Not being any more than a Tolkien fan, I long ago gave up on an alchemical reading of this epic (largely because a book on the subject, Shelton’s Alchemy in Middle-Earth, struck me as border-line absurd in its overreach [e.g., that Tolkien was familiar with medieval Arabic alchemical texts]). I am excited about Dr. Brown’s cogent presentation of the alchemical markers in LOTR because it opens up the possibility, much more credible because of Rowling’s documented close study of that work, that it is an important inspiration for her own use of hermetic symbolism in the Hogwarts Saga.

Please share your thoughts below! Happy holidays to those of you celebrating Western Christmas today!

Registration is Now Open for Potter Pundits Summer School: Sign Up Today! First Class? Harry and Literary Alchemy

Register for ‘Potter Pundit Summer School’ Now! Totally Free. One week only, four free talks and a live webinar with limited seating — don’t delay, right?

Please sign up and share the news with your friends by email and social media. Thanks in advance for spreading the news.

PDFs of the transcript for my Literary Alchemy lecture and of a complete bibliography with 47 alchemical guides are posted at the first talk’s web page. Once you register, you’ll be taken there automatically. See you at Potter Pundits Summer School!

Harry Potter and Lolita: J. K. Rowling’s ‘Relationship’ with Vladimir Nabokov (Names, Politics, Alchemy, and Parody)

f38696614It’s been fifteen years since I started thinking seriously and speaking publicly about the literary merits of Joanne Rowling’s Harry Potter books. I am still surprised at how much work there is to be done, how many mysteries and markers that have been neglected.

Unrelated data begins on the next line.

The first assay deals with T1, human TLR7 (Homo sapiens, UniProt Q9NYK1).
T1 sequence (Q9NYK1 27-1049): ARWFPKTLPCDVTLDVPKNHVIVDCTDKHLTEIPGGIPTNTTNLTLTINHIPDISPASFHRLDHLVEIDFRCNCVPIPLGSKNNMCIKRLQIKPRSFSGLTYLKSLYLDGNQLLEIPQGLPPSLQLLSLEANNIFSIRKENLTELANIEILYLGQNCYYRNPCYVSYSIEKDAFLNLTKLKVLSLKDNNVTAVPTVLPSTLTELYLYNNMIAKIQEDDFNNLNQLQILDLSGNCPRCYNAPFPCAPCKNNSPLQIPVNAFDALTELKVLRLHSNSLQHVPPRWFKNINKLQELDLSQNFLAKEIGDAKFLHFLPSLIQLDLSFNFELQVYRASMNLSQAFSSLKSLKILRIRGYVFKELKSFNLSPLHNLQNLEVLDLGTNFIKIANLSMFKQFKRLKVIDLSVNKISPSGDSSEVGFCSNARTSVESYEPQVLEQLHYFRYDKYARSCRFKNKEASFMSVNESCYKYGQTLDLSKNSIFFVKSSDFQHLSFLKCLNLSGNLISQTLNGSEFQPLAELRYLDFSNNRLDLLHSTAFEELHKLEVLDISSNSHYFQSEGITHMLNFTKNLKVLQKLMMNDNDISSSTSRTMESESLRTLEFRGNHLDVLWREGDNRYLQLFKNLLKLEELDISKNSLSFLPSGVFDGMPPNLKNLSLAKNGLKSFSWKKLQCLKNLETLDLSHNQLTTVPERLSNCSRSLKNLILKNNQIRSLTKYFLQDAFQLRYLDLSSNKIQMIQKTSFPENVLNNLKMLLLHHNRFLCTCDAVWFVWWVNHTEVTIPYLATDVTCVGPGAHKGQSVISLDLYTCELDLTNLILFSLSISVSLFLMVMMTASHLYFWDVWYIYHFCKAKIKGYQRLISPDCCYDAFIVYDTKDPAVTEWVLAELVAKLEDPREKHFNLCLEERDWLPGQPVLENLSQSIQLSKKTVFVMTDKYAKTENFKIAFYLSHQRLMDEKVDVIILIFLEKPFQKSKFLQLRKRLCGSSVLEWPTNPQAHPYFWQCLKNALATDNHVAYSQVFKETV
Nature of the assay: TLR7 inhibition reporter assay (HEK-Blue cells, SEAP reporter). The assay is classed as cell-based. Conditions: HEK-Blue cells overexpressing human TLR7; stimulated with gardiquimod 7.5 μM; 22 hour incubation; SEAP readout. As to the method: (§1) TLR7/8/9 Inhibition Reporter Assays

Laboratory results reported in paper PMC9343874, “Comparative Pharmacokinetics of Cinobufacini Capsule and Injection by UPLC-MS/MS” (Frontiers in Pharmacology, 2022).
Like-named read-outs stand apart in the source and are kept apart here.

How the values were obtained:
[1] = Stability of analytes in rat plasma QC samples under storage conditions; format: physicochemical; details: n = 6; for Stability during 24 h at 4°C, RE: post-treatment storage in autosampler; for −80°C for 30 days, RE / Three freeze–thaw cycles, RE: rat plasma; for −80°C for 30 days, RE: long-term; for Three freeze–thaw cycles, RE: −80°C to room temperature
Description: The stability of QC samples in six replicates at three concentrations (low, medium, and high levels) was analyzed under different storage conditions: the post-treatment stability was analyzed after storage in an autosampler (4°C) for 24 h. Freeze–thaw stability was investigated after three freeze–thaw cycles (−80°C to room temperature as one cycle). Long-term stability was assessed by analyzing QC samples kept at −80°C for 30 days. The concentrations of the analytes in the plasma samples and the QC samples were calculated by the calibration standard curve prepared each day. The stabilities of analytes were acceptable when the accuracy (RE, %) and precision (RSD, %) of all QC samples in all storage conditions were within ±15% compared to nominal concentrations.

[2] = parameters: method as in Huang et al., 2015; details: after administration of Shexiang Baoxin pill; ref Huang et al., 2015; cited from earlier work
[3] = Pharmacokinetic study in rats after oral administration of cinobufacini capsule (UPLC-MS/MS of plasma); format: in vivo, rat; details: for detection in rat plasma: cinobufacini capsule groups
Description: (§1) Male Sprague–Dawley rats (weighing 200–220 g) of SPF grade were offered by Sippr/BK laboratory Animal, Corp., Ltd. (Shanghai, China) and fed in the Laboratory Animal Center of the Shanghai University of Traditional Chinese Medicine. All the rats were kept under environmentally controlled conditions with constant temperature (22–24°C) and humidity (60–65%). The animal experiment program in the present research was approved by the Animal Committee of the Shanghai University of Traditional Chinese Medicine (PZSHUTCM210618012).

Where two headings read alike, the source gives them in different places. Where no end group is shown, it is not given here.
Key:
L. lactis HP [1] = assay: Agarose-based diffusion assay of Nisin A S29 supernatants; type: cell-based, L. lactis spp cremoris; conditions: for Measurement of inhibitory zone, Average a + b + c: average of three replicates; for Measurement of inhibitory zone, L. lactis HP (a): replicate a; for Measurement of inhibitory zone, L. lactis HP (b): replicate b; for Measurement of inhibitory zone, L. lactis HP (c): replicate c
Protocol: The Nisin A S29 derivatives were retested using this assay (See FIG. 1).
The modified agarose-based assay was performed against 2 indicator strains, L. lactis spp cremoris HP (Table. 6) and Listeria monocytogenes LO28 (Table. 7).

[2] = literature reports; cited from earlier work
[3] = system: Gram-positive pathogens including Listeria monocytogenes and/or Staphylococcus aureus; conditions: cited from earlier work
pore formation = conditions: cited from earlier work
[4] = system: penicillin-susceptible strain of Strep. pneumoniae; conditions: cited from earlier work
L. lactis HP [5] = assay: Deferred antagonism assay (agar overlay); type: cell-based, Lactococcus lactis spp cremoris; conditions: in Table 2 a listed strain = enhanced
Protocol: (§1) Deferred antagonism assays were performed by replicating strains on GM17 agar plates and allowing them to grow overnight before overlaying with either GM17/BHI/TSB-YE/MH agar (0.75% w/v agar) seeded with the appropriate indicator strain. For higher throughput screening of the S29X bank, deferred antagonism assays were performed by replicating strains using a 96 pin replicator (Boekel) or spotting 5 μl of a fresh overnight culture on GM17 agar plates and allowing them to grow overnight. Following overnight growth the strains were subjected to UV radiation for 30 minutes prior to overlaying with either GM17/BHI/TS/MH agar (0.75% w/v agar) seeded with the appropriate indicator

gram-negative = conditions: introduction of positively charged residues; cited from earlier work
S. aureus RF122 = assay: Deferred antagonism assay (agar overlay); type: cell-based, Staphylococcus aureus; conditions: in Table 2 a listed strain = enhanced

Take, as an obvious example, the matter of the author’s favorite books and writers. She says the three she enjoys reading most are Jane Austen, Colette, and Vladimir Nabokov. Go ahead and do a web search for ‘Rowling and Colette’ or ‘Rowling and Nabokov.’ You’ll find links to the various lists of Rowling’s ‘10 Most Loved Novels‘ and the like in which the same comments are re-rehearsed with different covers as click bait. But no discussion of Colette, Nabokov (or Roddy Doyle or Auberon Waugh, and, well, you get the idea) and their place in understanding what Rowling, the serious reader become writer, was after in the Hogwarts Saga.

BookshelfI wrote a book, Harry Potter’s Bookshelf, on ‘the Great Books Inside the Adventures of the Boy Who Lived’ and it’s a grand tour of Western Canon through the lens of Rowling’s septology. It wasn’t, however, despite frequent quotations from The Presence to justify my choices of texts to discuss, J. K. Rowling’s Library, a book by Karin Westman, chair of the Kansas State English Department. Prof Westman announced the imminent publication of this guide at Nimbus 2003 in Orlando, Florida, and her CV says it is “forthcoming, 2017” today (the University of Mississippi Press, her publisher, alas, does not list it among their titles soon to be in print).

This is a shame, if understandable given Prof Westman’s responsibilities, because, judging from what she has shared through the years about Jane Austen, Katherine Mansfield, and other Rowling favorites at conferences, no one is more qualified than she to write on this subject. While we wait for J. K. Rowling’s Library, though, let’s take a look at that “favorites” list again and see what we can figure out in anticipation of Prof Westman’s guidance.

Lolita 20The writer I’ve been reading, both his novels as well as books about his fascinating life, is Vladimir Vladimirovich Nabokov and I have a small confession to make. The experience of reading his Pale Fire and Lolita, considered among the best if not just the best American novels of the 20th Century (Lolita even makes the #15 slot on this Greatest Books Ever list) has turned my thinking about Rowling as novelist on its head, maybe even inside-out. If nothing else, I have a new “hidden key” to share.

First, though, let’s establish the Rowling-Nabokov link through her comments about the Man from St. Petersburg and the clear correspondences and probable hat-tips to his best known works in Harry Potter. [Read more…]